what-happens-to-the-brain-during-a-migraine

Every one of us has likely experienced migraines. However, migraines are more than just terrible headaches. Migraines are neurological disorders that involve brain chemicals and nerve pathways. A bad headache is only one of its symptoms. It includes the following neurological signs:

  • Visual disturbances
  • Headaches 
  • Pounding and throbbing headache on one side of the head 
  • Attacks that last from four to seventy-two hours
  • Nausea and vomiting
  • Dizziness or vertigo
  • Extreme sensitivity to sound, touch, light, and certain scents
  • Numbness or tingling in the face or extremities

These symptoms, as well as its severity and frequency, vary from person to person. Every migraineur experiences migraines differently.

What Triggers a Migraine Headache? 

Triggers can be confusing and different for every individual. It is essential to understand that triggers do NOT cause migraines. Instead, they set off a migraine attack. 

Each individual must figure out what his or her migraine triggers are. What sets off your sister’s migraines may be entirely different for you. Think of migraine triggers as risk factors. In short, several risk factors can bring about an attack. Also, the more risk factors you have, the more likely you get to experience migraine attacks.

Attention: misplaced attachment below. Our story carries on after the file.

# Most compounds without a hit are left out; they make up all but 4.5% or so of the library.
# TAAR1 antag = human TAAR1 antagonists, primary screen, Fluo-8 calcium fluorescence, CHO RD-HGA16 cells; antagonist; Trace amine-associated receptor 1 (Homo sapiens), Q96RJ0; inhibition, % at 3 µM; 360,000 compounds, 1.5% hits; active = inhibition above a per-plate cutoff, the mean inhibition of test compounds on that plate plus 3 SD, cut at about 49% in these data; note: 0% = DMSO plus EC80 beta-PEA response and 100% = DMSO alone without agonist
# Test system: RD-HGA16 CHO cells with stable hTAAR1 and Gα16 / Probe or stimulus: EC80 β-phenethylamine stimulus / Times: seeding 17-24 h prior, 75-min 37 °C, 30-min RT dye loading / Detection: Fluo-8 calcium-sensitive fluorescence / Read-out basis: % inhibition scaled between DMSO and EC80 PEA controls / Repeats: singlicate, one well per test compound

Here’s a list of some common migraine triggers:

  • Dehydration 
  • Stress
  • Alcohol
  • Changes in your sleep patterns
  • Skipping meals or fasting
  • High altitude (on high ground, thin air)
  • Air pressure changes (airplane travel)
  • Over-exertion
  • Certain exercises 
  • Pungent odors
  • Pollution or smoke
  • Bright or flickering lights
  • Motion sickness
  • Low and high humidity
  • Sudden changes in temperature
  • Barometric pressure changes
  • Changes in hormone levels
  • Pregnancy
  • Bright sunlight
  • Menstruation
  • Menopause
  • Oral contraceptives
  • Hormone replacement therapy
  • Pain medications overuse
  • Side effects of medication
  • MSG
  • Artificial sweeteners
  • Nitrates
  • Tyramines
  • Caffeine